Kanha National Park
Kanha National Park, located in the state of Madhya Pradesh, is one of the best known national parks in India. Kanha was declared a sanctuary in 1935 and gained status as a national park in 1955. The area covered by Kanha NP includes a 940 square km core zone (the main park) and a 1005 square km buffer zone. The altitude of the park ranges from 450 meters to 900 meters above mean sea level. Although to witness the tiger is probably THE reason for most visitors to visit Kanha, other endangered species can also be seen in Kanha. The barasingha (swamp deer, Cervus duvaucelii), an endangered deer sub-species, righteously called the jewel of Kanha faced near extinction (barasingha numbers fell to 66 in 1970). Conservation efforts, including the enlargement of grassland habitat, have proven effective as a result of which the barasingha population increased to over 500 in 1986. Kanha reportedly had an estimated 114 tigers and 86 leopards in 1997.
The Project Tiger was launched in 1973 at a time when the tiger population in India had dwindled to less than 2000¹. Conservation efforts included the establishment of tiger reserves where tigers could habitate in a natural environment. Kanha was one of the nine tiger reserves established coinciding with the launch of this project. There are 27 Tiger Reserves located throughout India with a total area of 37,761 square kms. The state of Madhya Pradesh accounted for approximately one fourth of the tiger population of India (1997 estimate). According to these estimates, 226 tigers populated the five tiger reserves, 229 were found in Protected Areas outside the tiger reserves and 472 tigers in general forest areas ². More recent findings based on more reliable tiger counting methods put Madhya Pradesh's total tiger population at only 300.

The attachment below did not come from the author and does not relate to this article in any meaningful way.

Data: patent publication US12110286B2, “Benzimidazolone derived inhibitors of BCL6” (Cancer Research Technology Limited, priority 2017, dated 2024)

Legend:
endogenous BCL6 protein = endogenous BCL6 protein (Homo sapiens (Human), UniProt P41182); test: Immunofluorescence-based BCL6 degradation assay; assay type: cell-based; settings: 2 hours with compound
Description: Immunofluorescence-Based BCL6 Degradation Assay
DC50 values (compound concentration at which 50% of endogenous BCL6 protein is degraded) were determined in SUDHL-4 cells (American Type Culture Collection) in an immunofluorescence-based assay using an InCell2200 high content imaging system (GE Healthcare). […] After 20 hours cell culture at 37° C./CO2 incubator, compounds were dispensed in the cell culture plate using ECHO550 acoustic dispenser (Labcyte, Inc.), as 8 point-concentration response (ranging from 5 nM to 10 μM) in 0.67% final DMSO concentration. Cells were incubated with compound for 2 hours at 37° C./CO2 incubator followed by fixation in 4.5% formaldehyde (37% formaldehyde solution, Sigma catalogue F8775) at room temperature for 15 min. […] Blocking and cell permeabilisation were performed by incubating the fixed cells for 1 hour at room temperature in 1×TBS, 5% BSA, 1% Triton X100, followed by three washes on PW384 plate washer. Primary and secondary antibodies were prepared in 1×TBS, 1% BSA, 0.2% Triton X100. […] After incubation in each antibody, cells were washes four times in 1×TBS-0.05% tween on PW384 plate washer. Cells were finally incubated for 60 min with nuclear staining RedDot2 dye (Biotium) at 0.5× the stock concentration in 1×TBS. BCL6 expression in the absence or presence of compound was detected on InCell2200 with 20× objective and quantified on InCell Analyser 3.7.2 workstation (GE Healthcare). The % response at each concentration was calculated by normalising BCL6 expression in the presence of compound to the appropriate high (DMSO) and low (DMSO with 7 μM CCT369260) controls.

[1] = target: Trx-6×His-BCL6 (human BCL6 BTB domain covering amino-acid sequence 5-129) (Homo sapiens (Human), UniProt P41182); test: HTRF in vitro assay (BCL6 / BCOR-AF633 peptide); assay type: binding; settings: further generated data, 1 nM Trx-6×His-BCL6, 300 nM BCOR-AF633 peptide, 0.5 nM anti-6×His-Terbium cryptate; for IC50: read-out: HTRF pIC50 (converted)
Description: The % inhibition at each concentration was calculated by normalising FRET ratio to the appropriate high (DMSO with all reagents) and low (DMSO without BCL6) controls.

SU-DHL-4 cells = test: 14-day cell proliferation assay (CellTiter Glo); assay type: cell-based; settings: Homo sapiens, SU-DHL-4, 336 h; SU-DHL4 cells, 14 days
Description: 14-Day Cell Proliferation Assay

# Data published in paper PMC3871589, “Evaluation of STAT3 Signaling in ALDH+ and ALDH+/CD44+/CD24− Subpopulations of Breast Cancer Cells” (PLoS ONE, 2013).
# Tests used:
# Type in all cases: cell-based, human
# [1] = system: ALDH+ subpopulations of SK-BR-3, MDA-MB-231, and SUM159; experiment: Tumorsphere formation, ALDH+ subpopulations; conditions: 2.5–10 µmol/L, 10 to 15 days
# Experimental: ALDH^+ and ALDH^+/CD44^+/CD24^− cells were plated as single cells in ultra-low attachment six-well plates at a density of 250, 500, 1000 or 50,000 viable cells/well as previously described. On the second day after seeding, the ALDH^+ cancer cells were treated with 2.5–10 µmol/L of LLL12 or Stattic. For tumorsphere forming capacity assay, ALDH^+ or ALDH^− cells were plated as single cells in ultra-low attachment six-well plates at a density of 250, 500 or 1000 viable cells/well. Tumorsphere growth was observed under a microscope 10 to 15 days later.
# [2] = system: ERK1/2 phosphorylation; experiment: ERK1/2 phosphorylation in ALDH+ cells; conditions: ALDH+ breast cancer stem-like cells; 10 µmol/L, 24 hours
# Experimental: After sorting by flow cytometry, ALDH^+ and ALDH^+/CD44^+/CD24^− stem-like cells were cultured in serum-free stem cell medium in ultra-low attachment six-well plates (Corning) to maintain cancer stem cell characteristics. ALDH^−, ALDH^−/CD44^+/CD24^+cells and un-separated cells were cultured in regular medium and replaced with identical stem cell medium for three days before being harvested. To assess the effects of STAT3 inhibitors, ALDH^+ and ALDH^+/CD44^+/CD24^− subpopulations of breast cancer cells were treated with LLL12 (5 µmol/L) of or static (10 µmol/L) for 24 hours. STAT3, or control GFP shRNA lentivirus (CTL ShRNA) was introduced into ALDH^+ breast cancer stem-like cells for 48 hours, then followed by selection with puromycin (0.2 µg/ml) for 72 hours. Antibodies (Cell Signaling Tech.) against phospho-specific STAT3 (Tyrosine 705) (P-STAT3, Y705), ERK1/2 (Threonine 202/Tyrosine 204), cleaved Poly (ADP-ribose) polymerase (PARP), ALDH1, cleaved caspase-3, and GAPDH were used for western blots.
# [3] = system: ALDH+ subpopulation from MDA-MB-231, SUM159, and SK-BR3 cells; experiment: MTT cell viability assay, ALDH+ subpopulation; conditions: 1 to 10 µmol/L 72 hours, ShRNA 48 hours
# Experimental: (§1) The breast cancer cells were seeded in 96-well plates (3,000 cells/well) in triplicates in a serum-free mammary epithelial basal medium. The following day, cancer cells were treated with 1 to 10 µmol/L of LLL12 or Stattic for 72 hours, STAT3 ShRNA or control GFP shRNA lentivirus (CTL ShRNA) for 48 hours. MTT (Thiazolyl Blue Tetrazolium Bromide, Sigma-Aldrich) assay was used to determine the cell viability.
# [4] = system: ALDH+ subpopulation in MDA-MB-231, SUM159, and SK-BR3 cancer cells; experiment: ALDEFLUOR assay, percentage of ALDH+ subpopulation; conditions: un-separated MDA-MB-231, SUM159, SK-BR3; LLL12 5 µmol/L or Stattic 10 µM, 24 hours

An alarming and disturbing finding announced in Feb 2008 by the National Tiger Conservation Authority indicates that only 1411 tigers remain in the wild. As poaching of tigers and other continues unabashed and fragile ecosystems including forests free of human habitation continue to diminish the future of the Royal Bengal Tiger surviving in India does not look very promising without drastic measures to protect the tigers natural habitats from poaching and human and cattle infiltration in wildlife sanctuaries and adjoining buffer zones.
¹ The first ever tiger census was conducted in 1972
² Source: Tiger Conservation Initiatives (Madhya Pradesh Forest Department - 1997)
How to reach Kanha NP
Kanha is not near to any large town and can be cumbersome to reach. MPVs are available for hire at Bilaspur (Chhattisgarh), with good train connections from Kolkata, Delhi and Mumbai. The distance from Bilaspur to Mukki is over 200 kilometers. Regular bus connections are available from Jabalpur and Mandla to Kisli gate.
Where to stay
Accomodation is available in the form of Forest Rest Houses, govt run log huts and privately operated hotels and resorts.
Video clip: Gaur - Copyright Timir Mozumder
Video clip: Chital - Copyright Timir Mozumder
Books and DVDs on Kanha
You may order the following books and videos on Kanha via Amazon.co.uk by clicking on the images.